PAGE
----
And now for the story most have been waiting for... A short boat ride the next morning, and we reached the part of traveling I hate most, passport control at boarder crossings. This one was no different then my luck at most others in my history, something had to go wrong only for me. The tour guide we had whose job it is to make sure we get across the boarder smoothly took all 15 passports of the travelers on the cruise to get the exit stamp from Vietnam. Every few minutes he would come back with 3-5 of the passports so people can start getting the entry stamp into Cambodia. Well, everyone got theirs back except me, as I waited outside, he walked back in with a look like their was a problem. I was a little concerned since I was the only American on the trip and the only one whose visa was paper clipped and not glued in their passports (not by my choice). About 15-20 minutes after the rest of the group already made their way through the entrance in Cambodia, I finally got my passport with the correct exit stamp so I go up to the entry visa and had no issues. Suddenly, the tour guide just grabbed my Vietnam visa (which was a separate piece of paper) and claimed he had to keep it because passport control in Vietnam was supposed to keep it and he had to bring it back after dropping us off at another boat a few hours into Cambodia. I asked him if I could keep it and he insisted he had to bring it back and instead of explaining why, he started getting mad at me for questioning him. Something wasn’t sitting right with this whole situation and the more I thought about it, the more uncomfortable I felt with everything. How does a boarder agent forget to keep it after putting an exit stamp on it? Why would the agent send a tour guide to get it and not a government employee? Why wouldn’t the tour guide just bring it back to them when we were 50 feet away instead of waiting hours after? Why was mine the only one they are keeping? Why is the guide getting mad? At this point I started thinking of tons of scams that might be taking place and the rest of the travelers on our tour agreed with me that something is weird when I went back up to the guide and asked these questions and instead of answering them, he got angry again saying that he has been doing this for seven years and knows what he is doing. I responded that I started traveling over 15 years ago, and this is the first country in this world I have ever seen a situation like this. After thinking more about the situation, I do believe the boarder agents might have forgotten to keep mine cause thats why mine was on a separate sheet of paper. My issues now were why he is getting mad and the fact that now I can’t really prove through my passport visa’s what country I was in for 3 weeks. If need be though, you can see my exit port from Laos, my plane ticket to ‘Nam, and the entry port into Cambodia but I didn’t want to tell him this. I also did take pictures of the visa and the stamps, and there is no information on there that they and every hotel I stayed at didn’t already have. For the next hour on the boat, I weighed my options.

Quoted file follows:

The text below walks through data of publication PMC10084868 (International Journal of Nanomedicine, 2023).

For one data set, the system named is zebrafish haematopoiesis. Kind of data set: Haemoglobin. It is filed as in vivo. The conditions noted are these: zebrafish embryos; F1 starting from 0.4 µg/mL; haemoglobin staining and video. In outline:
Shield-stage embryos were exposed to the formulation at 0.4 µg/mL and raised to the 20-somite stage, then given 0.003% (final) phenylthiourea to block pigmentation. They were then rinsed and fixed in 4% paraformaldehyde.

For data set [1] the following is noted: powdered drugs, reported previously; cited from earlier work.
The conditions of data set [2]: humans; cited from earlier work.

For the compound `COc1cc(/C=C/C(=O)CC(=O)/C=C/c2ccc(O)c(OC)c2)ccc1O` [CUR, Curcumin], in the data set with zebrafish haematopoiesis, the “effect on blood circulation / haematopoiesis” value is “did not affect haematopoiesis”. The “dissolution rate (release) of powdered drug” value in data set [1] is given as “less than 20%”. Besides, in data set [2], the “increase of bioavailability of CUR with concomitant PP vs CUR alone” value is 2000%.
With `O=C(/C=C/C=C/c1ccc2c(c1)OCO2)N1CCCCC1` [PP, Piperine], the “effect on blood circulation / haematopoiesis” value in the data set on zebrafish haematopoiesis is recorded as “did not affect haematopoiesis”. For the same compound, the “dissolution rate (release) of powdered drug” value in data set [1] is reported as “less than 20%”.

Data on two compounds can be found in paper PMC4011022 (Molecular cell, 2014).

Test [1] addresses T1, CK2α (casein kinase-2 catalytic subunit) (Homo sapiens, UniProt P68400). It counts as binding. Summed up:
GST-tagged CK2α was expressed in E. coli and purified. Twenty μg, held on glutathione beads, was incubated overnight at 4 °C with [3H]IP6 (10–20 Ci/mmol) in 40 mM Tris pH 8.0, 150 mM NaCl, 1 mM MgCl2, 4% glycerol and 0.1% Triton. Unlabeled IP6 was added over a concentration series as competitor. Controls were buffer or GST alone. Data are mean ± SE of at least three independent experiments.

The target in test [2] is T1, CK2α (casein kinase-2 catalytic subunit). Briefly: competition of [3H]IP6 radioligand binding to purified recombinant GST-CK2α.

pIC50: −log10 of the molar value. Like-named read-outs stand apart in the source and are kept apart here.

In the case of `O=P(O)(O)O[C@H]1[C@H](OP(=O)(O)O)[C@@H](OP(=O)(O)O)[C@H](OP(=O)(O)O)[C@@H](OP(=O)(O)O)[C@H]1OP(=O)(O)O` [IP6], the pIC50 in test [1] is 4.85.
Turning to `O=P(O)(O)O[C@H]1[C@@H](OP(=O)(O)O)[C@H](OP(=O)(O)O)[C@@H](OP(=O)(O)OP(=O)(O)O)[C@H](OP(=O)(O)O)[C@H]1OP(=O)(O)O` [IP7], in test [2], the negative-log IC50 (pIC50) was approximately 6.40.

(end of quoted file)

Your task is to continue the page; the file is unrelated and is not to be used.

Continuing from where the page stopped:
Option 1 was to say the pictures weren’t clear and I wanted to take another at which point the visa would actually be in my hands and I would demand a clear explanation. This would end up with him getting mad which would get my temper going which I would try to control by saying I want to speak to the American Embassy which would have been impossible since I was on a boat in the middle of nowhere in Cambodia and would have to hold up the group for hours and many more smaller issues. Option 2 was to just believe what he is saying and move on with what I feel was the actually situation, so I went with option 2. I do have all the other travelers contact info and the tour companies name if anything does go wrong but there really isn’t any important into on the visa plus it’s already has the entry and exit stamp on it. Well, I made it across, and was finally in Cambodia.